... discussion of another issue he claims most postcolonial criticism neglects: representations of women and gender. The chapter on Salman Rushdie’s Shame advertises its project as an attempt to 6. See, e.g., Williams’s (1989) widely anthologized essay, “Base and Superstructure in Marxist Cultural...
Journal Article
Public Culture (1 January 1989) 2 (1): 73–78.
Published: 01 January 1989
... desirable in the metropolitan cities. But the diaspora also counts among its members some of the finest writers: to my mind there are no finer writers writing in the English language today than V. S. Naipaul, Salman Rushdie and A. K. Ramanujan. In its own way the literary culture of the diaspora is...
Journal Article
Public Culture (1 January 1997) 10 (1): 169–189.
Published: 01 January 1997
... the end of the 1980s, Salman Rushdie relates IIa story in which the Archangel Gibreel conveys a mischievously mistrans- lated revelation to Mahound (Muhammad), a “businessman turned prophet” who believes only in Allah. A monotheist in a city with 360 gods and goddesses, Mahound has never been...
Journal Article
Public Culture (1 January 2011) 23 (1): 217–231.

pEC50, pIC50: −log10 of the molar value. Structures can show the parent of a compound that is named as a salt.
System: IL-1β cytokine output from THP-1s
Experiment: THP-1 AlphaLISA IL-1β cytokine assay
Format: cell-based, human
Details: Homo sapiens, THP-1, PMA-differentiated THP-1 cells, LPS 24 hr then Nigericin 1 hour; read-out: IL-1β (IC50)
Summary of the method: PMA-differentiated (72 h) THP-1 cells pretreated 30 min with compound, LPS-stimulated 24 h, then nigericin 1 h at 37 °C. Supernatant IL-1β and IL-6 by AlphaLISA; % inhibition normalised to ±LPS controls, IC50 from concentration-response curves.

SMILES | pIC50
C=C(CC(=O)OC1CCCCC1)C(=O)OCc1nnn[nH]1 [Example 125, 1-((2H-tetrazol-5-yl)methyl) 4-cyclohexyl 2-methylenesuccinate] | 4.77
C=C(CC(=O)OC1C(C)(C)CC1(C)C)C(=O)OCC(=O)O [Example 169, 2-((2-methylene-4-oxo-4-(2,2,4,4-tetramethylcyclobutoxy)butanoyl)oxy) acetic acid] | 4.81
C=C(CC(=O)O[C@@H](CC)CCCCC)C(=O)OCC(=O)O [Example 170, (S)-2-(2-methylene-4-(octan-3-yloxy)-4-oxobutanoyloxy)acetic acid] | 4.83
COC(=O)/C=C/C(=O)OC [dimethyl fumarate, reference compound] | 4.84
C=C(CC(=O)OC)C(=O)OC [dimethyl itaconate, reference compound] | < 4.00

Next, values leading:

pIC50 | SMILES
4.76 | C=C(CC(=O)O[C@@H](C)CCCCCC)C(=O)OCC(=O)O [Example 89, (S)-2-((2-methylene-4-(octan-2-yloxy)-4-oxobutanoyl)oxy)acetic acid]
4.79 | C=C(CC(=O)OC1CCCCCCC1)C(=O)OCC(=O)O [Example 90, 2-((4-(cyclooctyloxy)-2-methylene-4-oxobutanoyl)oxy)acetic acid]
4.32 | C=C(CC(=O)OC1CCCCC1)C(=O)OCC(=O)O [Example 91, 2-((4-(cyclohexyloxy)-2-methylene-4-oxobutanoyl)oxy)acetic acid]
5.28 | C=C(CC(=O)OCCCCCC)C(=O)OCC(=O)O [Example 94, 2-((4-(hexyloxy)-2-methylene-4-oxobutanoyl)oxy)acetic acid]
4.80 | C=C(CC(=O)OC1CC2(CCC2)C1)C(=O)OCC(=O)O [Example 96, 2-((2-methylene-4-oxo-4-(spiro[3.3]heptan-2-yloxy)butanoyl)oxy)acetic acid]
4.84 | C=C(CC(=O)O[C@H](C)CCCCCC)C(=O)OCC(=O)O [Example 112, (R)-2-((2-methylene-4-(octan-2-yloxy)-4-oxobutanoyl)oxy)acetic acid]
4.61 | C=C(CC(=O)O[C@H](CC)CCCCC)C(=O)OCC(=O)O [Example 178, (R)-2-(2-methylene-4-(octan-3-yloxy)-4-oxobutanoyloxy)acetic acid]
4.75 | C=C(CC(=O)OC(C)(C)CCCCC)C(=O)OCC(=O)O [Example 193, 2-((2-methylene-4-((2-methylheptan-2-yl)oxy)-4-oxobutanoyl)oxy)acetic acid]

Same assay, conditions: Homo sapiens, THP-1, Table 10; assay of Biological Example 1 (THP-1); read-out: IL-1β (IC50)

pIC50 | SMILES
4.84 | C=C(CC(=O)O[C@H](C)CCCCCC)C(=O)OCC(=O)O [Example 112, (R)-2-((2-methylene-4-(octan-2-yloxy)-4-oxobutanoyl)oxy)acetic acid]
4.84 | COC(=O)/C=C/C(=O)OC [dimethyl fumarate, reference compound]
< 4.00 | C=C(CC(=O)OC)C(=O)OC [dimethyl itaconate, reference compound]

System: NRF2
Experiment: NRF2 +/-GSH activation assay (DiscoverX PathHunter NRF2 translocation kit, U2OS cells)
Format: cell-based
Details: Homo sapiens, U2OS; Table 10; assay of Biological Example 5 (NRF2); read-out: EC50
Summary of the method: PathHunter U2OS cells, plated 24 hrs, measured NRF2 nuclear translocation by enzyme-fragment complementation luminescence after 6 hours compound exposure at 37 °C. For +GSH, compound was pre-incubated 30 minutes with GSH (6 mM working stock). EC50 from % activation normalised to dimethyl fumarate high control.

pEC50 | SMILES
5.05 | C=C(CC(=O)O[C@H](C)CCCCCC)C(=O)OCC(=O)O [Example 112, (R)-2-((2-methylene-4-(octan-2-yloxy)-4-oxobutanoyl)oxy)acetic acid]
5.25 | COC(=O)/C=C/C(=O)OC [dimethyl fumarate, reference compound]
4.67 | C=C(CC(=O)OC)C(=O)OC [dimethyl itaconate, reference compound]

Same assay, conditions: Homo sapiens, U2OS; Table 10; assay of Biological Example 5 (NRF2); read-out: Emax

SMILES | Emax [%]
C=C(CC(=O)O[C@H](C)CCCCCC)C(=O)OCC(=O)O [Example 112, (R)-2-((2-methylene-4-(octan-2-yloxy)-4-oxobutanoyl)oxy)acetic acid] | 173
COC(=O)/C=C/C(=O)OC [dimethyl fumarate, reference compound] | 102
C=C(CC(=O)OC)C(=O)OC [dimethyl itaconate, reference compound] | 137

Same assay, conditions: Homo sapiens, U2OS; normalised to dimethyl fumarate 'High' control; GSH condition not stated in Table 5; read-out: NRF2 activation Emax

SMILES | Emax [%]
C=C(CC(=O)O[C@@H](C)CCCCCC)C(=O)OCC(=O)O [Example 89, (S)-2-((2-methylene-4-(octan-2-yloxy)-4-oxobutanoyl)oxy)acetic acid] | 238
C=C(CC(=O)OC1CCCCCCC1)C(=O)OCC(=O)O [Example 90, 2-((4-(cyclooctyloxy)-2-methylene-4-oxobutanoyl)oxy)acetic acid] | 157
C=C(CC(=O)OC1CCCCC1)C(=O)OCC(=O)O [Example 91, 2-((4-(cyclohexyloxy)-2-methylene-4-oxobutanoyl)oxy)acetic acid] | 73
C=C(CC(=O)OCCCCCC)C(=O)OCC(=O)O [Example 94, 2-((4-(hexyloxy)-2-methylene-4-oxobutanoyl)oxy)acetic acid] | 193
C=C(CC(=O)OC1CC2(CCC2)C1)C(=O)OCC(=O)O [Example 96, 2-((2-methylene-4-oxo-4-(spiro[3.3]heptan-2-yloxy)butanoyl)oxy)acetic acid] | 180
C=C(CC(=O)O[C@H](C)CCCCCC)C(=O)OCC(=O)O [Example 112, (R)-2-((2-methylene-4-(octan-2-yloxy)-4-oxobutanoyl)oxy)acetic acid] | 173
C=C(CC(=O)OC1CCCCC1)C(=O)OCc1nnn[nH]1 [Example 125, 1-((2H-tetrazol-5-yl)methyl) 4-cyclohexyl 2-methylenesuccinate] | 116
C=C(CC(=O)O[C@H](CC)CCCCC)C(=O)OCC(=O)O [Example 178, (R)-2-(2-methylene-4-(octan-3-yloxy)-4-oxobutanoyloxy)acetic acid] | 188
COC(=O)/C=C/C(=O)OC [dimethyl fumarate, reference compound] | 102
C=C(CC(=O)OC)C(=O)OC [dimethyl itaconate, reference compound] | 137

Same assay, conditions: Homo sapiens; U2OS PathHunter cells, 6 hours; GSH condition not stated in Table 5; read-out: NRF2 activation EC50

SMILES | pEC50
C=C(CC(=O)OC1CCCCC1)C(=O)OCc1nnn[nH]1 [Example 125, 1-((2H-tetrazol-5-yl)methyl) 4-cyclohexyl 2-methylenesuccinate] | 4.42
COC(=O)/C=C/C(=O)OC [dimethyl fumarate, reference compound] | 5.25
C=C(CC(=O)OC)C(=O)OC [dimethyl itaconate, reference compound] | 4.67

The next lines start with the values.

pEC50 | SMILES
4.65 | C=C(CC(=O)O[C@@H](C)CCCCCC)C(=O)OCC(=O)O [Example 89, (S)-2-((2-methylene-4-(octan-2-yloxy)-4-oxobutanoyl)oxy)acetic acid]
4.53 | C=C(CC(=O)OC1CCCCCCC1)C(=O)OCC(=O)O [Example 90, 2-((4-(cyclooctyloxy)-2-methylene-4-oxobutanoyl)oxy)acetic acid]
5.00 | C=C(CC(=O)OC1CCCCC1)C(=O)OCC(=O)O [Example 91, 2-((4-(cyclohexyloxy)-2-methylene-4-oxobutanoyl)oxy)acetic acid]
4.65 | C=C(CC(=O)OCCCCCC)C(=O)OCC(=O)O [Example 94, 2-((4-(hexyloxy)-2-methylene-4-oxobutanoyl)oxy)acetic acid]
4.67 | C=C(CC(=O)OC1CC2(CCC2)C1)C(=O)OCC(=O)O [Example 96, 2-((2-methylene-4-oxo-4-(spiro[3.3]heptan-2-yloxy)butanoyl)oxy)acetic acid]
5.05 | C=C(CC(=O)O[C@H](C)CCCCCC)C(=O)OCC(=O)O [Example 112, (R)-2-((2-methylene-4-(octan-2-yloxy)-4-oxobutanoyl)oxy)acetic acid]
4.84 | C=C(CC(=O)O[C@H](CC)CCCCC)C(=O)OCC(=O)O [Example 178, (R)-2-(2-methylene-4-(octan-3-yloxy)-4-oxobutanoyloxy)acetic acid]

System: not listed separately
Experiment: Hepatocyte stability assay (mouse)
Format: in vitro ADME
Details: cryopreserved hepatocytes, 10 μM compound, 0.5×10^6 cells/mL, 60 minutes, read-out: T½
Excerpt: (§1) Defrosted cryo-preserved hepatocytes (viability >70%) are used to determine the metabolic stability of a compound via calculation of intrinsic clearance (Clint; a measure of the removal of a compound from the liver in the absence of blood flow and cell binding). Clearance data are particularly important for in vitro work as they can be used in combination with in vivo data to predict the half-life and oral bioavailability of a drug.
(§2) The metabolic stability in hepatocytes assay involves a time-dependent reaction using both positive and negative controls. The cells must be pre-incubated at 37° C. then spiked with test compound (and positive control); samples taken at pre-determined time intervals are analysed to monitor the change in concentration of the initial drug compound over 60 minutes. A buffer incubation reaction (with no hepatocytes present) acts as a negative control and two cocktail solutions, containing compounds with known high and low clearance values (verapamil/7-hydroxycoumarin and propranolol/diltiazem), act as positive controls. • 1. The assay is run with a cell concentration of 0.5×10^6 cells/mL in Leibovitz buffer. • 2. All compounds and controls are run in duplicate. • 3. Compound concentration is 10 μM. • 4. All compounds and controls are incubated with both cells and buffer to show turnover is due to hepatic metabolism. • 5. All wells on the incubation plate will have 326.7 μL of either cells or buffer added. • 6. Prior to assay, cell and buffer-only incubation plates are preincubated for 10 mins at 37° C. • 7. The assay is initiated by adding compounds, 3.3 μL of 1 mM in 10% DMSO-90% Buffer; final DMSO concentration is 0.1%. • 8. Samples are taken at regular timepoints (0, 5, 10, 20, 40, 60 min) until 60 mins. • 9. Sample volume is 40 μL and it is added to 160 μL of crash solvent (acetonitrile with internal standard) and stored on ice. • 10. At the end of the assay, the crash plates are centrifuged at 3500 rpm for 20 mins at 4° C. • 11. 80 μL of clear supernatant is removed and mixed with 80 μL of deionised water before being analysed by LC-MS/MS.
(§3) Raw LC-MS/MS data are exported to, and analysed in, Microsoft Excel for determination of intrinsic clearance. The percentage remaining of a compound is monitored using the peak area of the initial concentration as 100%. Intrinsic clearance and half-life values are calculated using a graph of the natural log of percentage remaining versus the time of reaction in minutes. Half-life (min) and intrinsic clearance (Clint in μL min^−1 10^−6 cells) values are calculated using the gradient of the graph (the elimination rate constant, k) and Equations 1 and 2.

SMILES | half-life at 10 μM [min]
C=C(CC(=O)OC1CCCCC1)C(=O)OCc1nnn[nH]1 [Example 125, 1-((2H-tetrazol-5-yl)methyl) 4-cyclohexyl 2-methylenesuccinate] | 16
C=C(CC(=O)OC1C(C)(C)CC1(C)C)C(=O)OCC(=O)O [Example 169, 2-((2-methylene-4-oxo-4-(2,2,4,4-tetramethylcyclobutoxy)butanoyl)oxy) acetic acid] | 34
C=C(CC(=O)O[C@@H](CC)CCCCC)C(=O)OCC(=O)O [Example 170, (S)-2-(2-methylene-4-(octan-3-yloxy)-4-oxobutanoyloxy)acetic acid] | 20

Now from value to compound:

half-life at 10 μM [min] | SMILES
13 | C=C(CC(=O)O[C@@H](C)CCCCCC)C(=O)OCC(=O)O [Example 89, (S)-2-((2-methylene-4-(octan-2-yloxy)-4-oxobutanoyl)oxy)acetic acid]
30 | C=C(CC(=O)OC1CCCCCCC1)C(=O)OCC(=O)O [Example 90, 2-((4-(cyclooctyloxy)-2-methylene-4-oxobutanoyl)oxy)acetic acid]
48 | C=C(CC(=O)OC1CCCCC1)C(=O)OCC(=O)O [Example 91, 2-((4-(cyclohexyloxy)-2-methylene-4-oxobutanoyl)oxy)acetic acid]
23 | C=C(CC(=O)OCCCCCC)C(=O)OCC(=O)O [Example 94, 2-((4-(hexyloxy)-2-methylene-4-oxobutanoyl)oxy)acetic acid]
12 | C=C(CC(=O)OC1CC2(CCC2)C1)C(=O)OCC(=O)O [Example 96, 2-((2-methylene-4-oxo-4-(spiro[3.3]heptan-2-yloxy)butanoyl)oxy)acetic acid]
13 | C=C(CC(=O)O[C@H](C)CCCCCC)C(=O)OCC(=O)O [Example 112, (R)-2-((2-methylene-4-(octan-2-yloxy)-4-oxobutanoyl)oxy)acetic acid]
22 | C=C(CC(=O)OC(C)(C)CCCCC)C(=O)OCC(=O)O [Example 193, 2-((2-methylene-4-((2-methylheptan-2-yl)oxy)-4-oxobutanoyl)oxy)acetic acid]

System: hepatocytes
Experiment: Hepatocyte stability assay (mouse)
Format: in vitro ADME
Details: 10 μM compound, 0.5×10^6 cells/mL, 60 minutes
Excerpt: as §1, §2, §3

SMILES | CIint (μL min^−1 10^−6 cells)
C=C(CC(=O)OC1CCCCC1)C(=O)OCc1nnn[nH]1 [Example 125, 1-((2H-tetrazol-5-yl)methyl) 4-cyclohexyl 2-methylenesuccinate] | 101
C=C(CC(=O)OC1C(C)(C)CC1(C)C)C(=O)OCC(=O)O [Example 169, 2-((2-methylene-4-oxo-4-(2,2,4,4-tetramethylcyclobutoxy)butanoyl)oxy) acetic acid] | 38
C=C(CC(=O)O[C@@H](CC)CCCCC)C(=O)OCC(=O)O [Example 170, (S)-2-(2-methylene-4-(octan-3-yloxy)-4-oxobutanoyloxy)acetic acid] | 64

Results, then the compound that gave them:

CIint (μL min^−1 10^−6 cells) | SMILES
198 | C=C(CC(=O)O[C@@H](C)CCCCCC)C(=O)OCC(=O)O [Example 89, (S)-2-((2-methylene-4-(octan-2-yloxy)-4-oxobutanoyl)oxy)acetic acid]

Published: 01 January 2011
... the term literature in its most banal, even slightly derogatory acceptation (the body of works written) — ­and that he explains that his use of French is equivalent to Salman Rushdie’s use of “English literature” to describe all “literature written in English.” When Rushdie makes that argument...
Journal Article
Public Culture (1 May 1989) 1 (2): 103–106.
Published: 01 May 1989
..., Inderpal, "Salman Rushdie: Marginality, Women and Shame," Genders, 3, Fall 1988: 2442. Haggard, Stephan. "Mass Media and the Visual Arts in Twentieth-century South Asia: Indian Film Posters 1947-Presen~"South Asia Reseach 8, 1, May 1988: 71-88. Hartmann, Paul. The Mass Media and Village...
Journal Article
Public Culture (1 May 1989) 1 (2): 91–92.
Published: 01 May 1989
... Middle Eastern societies. While Salman Rushdie's Satanic Verses is being translated into a variety of languages, thereby making it available around the world, the future reception in the Western world of Mahfouz's works (and of Arabic literature in general) seems unclear. Will this year's Nobel...
Journal Article
Public Culture (1 September 2003) 15 (3): 385–398.
Published: 01 September 2003
... opposed to merely physically) from one cultural space to another only in a state of translation. Take, for instance, Salman Rushdie’s novel The Satanic Verses and the surrounding controversy—something all too familiar to the read- ers of...